It’s been almost eight months since I last wrote here. Time keeps slipping by – below is a quick recap of some adventures since then. New resolutions are to write things up right after the fact and not let too much water flow under the bridge. I hope everyone, their families and loved ones are healthy in these trying times. -Seth
Puyallup Baby Jogger/Pack Raft: June 13th. This was our second effort pushing pack rafting gear in baby joggers with a return trip being a float back down the river. We ran with baby joggers about ~7 miles along the Puyallup River, north east of Tacoma and then tried to float back but the river was incredibly fast with a lot of downed trees lining the banks and sometimes the river. After we were both pushed by the current into the same over hanging tree we decided to call it a day. We were only on the river for a mile or so and disappointed not to have the full experience but happy knowing that we had the capacity to know when we were over our heads. Below is a ~3 minute poorly edited video from the trip.
Anacortes to Tacoma Sail: June 6-7. It’s been a long road but I’m now the proud owner of a sailboat! ‘Cimaise’ which loosely translates into ‘Picture Frame’ in French, is a 34 foot 1977 Jeanneau Melody. She has had three prior owners, with the original owners sailing her from France to the US in the late 70’s. The next owners were both mechanical engineers and lived on her in the Caribbean. Mike, the third owner is a naval architect and knew the prior owners. I’m very grateful to Mike for being so patient with the slow purchase process, orienting us to the boat, helping us get the boat to Tacoma and teaching us a lot along the way. Lot’s more to learn and hopefully lots of good adventures ahead!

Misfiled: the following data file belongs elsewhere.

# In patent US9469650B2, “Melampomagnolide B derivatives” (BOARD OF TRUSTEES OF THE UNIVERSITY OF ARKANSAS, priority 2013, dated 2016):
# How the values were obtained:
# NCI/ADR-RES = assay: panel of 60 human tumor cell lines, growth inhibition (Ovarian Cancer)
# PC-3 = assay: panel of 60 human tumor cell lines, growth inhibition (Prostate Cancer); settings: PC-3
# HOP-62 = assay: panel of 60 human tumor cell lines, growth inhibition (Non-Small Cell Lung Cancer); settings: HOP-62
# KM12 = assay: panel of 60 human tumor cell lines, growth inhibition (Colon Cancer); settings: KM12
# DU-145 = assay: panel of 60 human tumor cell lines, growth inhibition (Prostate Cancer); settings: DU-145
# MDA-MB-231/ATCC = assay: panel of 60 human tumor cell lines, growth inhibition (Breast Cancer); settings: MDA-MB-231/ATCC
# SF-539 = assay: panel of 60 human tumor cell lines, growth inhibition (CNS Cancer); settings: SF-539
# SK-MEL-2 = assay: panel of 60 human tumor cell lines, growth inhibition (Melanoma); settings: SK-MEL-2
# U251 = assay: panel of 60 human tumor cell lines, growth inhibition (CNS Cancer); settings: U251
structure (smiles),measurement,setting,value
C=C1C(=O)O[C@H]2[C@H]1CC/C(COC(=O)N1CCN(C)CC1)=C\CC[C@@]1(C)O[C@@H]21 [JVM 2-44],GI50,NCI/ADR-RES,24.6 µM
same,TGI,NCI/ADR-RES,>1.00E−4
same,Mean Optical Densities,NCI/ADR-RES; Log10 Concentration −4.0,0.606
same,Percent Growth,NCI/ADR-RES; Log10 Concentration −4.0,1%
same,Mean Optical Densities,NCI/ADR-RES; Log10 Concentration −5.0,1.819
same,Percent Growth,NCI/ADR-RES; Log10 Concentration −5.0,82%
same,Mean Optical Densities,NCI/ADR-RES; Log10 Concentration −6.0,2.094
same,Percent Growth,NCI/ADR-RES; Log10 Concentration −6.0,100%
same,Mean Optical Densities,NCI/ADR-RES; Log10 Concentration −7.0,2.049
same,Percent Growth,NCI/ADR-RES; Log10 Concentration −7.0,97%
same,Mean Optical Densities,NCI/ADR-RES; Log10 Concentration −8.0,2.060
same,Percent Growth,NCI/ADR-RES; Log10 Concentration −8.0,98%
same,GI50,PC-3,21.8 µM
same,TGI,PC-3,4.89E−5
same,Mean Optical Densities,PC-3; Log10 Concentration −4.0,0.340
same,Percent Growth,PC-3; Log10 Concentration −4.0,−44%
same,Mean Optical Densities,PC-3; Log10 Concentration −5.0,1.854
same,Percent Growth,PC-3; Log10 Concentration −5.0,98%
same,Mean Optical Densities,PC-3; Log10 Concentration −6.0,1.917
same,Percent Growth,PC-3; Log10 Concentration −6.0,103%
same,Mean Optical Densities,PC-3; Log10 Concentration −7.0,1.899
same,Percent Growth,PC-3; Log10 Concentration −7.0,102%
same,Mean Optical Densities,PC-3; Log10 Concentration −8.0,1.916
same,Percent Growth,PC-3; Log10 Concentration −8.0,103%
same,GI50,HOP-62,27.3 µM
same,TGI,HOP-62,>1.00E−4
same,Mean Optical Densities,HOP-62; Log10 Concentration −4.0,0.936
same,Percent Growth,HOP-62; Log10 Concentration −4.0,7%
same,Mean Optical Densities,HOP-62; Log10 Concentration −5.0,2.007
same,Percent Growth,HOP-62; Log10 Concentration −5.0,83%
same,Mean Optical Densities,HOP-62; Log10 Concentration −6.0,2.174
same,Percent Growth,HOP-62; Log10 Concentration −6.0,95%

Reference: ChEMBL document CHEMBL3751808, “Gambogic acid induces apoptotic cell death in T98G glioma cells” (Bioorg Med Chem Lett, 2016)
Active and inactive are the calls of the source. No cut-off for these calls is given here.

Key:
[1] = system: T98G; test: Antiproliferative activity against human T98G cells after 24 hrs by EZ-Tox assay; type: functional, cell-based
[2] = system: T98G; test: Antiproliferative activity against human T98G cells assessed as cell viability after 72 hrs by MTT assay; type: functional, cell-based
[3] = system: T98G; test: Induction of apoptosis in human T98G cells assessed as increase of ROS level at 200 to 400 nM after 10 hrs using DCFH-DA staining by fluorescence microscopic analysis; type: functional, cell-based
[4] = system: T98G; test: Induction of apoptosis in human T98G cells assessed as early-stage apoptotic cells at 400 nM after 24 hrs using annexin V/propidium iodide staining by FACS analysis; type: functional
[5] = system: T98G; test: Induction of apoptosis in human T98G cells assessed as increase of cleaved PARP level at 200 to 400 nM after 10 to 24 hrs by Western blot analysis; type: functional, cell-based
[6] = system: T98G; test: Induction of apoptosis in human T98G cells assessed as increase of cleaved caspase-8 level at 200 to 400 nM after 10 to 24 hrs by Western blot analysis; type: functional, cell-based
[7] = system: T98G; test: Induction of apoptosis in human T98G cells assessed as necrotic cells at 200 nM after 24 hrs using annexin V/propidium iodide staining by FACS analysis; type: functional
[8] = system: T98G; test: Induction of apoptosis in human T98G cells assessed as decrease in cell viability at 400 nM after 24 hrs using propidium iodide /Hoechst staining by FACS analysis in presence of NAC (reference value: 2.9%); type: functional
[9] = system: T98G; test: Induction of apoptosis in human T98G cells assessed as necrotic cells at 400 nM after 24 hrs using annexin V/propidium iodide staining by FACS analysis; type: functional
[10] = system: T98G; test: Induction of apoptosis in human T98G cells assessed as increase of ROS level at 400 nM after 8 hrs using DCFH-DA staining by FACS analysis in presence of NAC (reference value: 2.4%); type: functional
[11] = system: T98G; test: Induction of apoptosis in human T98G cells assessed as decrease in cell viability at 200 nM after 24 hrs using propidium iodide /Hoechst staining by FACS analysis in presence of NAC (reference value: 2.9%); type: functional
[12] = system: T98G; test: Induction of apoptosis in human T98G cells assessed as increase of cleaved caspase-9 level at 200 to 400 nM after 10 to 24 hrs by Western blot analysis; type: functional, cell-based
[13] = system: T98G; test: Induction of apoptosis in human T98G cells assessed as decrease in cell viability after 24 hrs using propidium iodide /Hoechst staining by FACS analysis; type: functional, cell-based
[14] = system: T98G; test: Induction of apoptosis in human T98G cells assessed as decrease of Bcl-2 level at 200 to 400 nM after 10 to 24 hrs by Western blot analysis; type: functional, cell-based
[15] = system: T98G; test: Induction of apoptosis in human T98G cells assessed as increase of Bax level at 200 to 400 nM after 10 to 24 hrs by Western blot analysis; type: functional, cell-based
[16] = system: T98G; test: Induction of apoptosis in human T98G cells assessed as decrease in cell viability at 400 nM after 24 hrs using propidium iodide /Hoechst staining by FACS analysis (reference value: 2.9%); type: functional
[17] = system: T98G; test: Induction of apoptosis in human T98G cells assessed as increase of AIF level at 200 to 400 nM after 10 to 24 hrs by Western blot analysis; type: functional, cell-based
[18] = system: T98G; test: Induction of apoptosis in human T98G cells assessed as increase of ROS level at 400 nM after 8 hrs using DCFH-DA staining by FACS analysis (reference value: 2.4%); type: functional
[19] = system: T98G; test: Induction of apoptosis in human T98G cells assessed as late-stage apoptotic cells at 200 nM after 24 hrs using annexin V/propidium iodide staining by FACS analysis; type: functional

Tolt River Pack Raft: May 21. At the encouragement of Michael – we went and rafted the lower part of the Tolt River which is almost in his back yard near Carnation, Washington. We ran with baby joggers about ~5 miles up to the Tolt River road and then floated back down. Lots of fun. Mostly class I with a little class II. One long portage. I’d like to think this was the first baby-jogger/pack-raft combo done ever. Maybe!
Olympic Coast Hike: March ~10-15. We decided at the last possible minute to not go to Nepal. The idea of potentially being carriers and bringing the virus into remote communities was not appealing. It was a good decision on many levels; the border was sealed up the next day and we would have been stuck in quarantine in Thailand and who knows what. So we went to the Olympic coast and completed the northern section. We hiked in via Ozette and crossed the river on a pack raft – throwing a line back across the river so the next person could pull it back across and cross on their own. Over the course of ~5 slow days we tagged Shi Shi and returned to the trail head. I hadn’t been on that part of the park in over 10 years. We tried to visit the Makah Reservation after but it was closed to outsiders due to the pandemic. The world had changed quite a bit in our absence and it would (and will) change much more.
Orcas 100m. Feb 7th-8th. I ran this two years ago and should have learned my lesson. This year it was very rainy and windy with trails covered in mud, snow and water. I was not in shape for this challenge and stumbled and shuffled my way through it, finishing 4th from last, about 15 minutes under the 36 hour cutoff. I lost my two big toe nails and almost five months later, they are still growing back.
Hiking/Pack-rafting the Yakima River. December 25-27. This was our first true pack-rafting trip in that we actually crammed rafting and camping gear into our back packs (versus using car shuttles) and then spent two days hiking along the Yakima canyon rim before floating back to the car. Camping/rafting along the Yakima in mid-winter is a cold but beautiful experience. The float back to the car was only 2-3 hours and spectacular.
We tried to go an do another section of the river, closer to Ellensberg with the idea of running on a bike trail and pushing the rafting gear in my old baby jogger. As it would have it, we encountered too much snow on the bike trail. Instead we had fun linking up with my old friend Mike Horner who lives nearby and going for a hike.